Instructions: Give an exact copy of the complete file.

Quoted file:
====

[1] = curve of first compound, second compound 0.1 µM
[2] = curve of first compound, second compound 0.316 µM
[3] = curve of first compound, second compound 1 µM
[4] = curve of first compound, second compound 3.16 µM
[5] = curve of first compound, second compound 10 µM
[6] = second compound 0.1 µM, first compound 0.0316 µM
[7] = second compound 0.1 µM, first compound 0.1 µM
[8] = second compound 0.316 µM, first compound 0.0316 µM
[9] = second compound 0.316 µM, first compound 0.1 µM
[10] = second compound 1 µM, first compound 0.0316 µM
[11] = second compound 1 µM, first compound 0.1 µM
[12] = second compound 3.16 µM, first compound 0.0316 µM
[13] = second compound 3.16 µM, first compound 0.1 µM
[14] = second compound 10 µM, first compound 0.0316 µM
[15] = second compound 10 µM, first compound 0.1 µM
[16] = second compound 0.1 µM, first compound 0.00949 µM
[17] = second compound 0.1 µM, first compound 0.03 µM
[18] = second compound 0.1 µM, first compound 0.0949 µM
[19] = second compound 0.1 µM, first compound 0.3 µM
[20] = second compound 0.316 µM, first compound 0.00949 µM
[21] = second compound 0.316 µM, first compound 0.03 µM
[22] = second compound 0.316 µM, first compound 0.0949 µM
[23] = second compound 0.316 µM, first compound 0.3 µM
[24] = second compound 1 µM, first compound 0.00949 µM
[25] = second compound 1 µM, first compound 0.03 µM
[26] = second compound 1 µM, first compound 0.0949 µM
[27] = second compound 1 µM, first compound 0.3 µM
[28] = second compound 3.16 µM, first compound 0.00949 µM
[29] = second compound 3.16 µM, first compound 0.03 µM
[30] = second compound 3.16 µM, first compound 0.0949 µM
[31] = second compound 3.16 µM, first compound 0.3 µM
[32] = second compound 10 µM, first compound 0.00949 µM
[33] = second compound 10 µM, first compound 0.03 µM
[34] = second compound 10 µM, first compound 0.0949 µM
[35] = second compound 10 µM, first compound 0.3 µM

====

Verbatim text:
[1] = curve of first compound, second compound 0.1 µM
[2] = curve of first compound, second compound 0.316 µM
[3] = curve of first compound, second compound 1 µM
[4] = curve of first compound, second compound 3.16 µM
[5] = curve of first compound, second compound 10 µM
[6] = second compound 0.1 µM, first compound 0.0316 µM
[7] = second compound 0.1 µM, first compound 0.1 µM
[8] = second compound 0.316 µM, first compound 0.0316 µM
[9] = second compound 0.316 µM, first compound 0.1 µM
[10] = second compound 1 µM, first compound 0.0316 µM
[11] = second compound 1 µM, first compound 0.1 µM
[12] = second compound 3.16 µM, first compound 0.0316 µM
[13] = second compound 3.16 µM, first compound 0.1 µM
[14] = second compound 10 µM, first compound 0.0316 µM
[15] = second compound 10 µM, first compound 0.1 µM
[16] = second compound 0.1 µM, first compound 0.00949 µM
[17] = second compound 0.1 µM, first compound 0.03 µM
[18] = second compound 0.1 µM, first compound 0.0949 µM
[19] = second compound 0.1 µM, first compound 0.3 µM
[20] = second compound 0.316 µM, first compound 0.00949 µM
[21] = second compound 0.316 µM, first compound 0.03 µM
[22] = second compound 0.316 µM, first compound 0.0949 µM
[23] = second compound 0.316 µM, first compound 0.3 µM
[24] = second compound 1 µM, first compound 0.00949 µM
[25] = second compound 1 µM, first compound 0.03 µM
[26] = second compound 1 µM, first compound 0.0949 µM
[27] = second compound 1 µM, first compound 0.3 µM
[28] = second compound 3.16 µM, first compound 0.00949 µM
[29] = second compound 3.16 µM, first compound 0.03 µM
[30] = second compound 3.16 µM, first compound 0.0949 µM
[31] = second compound 3.16 µM, first compound 0.3 µM
[32] = second compound 10 µM, first compound 0.00949 µM
[33] = second compound 10 µM, first compound 0.03 µM
[34] = second compound 10 µM, first compound 0.0949 µM
[35] = second compound 10 µM, first compound 0.3 µM